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Hephaestin is a protein involved in the metabolism and homeostasis of iron and possibly copper. It is a transmembrane copper-dependent ferroxidase responsible for transporting dietary iron from intestinal enterocytes into the circulatory system. The highest expression of hephaestin is found in small intestine. It is limited to enterocytes of the villi (where the iron absorption takes place), being almost absent in crypt cells. Hephaestin may convert iron(II) state, Fe2+ to iron(III) state, Fe3+ and mediates iron efflux most likely in cooperation with the basolateral iron transporter, ferroportin 1. To a lesser extent hephaestin has been detected in colon, spleen, kidney, breast, placenta and bone trabecular cells but its role in these tissues remains to be established. Hephaestin presents homology with ceruloplasmin, a serum dehydrogenase protein involved in copper detoxification and storage.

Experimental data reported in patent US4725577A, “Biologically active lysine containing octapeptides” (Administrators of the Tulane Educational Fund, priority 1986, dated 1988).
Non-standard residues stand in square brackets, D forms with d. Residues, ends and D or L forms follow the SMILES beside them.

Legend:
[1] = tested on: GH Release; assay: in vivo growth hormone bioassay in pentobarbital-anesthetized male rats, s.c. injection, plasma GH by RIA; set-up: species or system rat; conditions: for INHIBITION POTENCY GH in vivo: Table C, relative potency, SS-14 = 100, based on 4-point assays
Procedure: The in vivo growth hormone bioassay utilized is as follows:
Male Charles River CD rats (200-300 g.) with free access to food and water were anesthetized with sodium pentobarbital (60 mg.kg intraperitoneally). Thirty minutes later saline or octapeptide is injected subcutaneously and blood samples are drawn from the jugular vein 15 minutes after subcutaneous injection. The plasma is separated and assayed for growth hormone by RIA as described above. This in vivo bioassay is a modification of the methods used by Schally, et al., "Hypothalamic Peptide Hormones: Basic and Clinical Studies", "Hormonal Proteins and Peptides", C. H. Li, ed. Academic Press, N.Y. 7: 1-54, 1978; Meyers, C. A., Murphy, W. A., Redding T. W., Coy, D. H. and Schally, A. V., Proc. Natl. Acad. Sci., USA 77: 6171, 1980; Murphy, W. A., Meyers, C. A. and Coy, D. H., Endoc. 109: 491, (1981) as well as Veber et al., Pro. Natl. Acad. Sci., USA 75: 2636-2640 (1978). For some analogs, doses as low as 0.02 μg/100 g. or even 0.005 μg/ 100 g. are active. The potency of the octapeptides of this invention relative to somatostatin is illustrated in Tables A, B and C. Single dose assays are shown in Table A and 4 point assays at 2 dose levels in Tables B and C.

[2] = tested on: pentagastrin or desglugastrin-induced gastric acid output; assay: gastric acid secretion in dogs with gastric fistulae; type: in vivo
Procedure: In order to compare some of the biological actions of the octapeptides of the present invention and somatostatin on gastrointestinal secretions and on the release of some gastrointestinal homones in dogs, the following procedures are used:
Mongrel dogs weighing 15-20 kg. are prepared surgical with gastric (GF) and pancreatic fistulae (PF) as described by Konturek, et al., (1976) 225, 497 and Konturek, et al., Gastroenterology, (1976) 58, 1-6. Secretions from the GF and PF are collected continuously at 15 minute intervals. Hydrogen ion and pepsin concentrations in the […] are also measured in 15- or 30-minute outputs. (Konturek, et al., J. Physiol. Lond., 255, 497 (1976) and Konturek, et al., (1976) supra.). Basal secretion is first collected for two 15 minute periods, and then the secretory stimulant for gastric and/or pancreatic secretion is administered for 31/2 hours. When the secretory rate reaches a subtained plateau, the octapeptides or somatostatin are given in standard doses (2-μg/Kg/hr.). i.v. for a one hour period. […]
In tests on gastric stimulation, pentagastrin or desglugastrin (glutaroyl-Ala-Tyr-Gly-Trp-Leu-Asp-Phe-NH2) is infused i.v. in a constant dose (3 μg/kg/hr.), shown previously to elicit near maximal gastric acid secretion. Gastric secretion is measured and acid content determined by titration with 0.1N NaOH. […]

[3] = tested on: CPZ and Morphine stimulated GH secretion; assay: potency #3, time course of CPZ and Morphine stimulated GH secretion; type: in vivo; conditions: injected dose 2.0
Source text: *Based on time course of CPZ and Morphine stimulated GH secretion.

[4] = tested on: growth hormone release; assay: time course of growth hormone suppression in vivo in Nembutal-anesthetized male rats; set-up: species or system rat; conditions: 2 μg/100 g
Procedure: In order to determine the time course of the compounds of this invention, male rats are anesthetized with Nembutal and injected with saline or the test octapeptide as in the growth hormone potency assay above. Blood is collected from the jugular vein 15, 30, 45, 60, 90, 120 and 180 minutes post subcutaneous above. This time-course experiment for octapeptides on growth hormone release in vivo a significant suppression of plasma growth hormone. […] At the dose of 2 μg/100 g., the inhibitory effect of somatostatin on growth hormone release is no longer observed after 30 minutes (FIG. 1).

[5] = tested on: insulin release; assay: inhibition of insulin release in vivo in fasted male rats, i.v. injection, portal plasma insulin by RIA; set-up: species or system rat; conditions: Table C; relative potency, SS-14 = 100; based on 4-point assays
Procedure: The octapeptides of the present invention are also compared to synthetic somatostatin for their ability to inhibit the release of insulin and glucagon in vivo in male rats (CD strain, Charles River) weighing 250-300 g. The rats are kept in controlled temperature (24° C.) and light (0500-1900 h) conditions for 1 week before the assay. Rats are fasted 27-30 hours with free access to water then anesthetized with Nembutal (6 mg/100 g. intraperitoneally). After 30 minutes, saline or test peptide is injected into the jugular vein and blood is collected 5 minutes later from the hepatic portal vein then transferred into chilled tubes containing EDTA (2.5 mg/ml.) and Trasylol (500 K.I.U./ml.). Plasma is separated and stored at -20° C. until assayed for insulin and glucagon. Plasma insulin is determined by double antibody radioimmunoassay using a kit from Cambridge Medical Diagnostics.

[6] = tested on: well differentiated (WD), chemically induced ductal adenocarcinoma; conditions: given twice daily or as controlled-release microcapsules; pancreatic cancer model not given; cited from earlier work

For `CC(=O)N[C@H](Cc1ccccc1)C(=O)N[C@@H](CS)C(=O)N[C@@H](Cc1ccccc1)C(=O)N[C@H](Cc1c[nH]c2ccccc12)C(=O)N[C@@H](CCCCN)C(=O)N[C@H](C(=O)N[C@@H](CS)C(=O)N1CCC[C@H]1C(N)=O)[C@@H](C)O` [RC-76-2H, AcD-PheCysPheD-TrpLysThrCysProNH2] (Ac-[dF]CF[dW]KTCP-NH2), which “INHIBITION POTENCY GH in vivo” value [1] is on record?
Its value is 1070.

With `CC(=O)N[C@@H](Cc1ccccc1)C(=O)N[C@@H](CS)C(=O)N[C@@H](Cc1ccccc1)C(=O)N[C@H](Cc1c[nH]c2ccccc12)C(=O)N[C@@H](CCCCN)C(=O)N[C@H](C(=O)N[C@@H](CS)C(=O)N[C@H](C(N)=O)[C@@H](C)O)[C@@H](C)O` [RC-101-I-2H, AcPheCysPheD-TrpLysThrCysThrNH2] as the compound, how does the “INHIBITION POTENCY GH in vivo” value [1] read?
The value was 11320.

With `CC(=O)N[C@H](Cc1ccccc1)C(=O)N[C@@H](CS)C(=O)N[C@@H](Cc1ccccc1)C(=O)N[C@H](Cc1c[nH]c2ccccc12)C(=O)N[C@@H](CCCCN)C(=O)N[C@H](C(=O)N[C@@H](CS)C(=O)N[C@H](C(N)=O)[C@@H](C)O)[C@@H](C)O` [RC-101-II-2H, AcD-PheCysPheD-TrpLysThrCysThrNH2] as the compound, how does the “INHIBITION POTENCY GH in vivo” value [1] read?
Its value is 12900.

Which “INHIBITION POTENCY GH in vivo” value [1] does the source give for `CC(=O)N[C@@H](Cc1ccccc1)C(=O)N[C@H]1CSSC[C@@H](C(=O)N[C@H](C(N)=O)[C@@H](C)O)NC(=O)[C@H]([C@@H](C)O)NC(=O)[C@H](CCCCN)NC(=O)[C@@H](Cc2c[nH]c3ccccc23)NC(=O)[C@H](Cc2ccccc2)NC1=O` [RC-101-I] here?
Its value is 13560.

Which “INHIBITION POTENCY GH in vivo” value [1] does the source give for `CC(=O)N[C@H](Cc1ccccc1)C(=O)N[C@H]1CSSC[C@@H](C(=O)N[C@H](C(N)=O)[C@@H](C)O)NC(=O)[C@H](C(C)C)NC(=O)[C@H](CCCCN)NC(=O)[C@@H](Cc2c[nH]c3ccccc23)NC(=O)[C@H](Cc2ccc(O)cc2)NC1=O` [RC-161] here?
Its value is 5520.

Additional recommended knowledge
Hephaestin is a protein of 1135 aminoacids formed from a precursor of 1158 aminoacids and 130,4 kDa. It binds 6 copper ions per monomer.
Hephaestin was first identified by Dr. Christopher D. Vulpe of the University of California et al. in 1999. They named the new found protein after Hephaestus, the Greek god of metal working.
|This article is licensed under the GNU Free Documentation License. It uses material from the Wikipedia article "Hephaestin". A list of authors is available in Wikipedia.|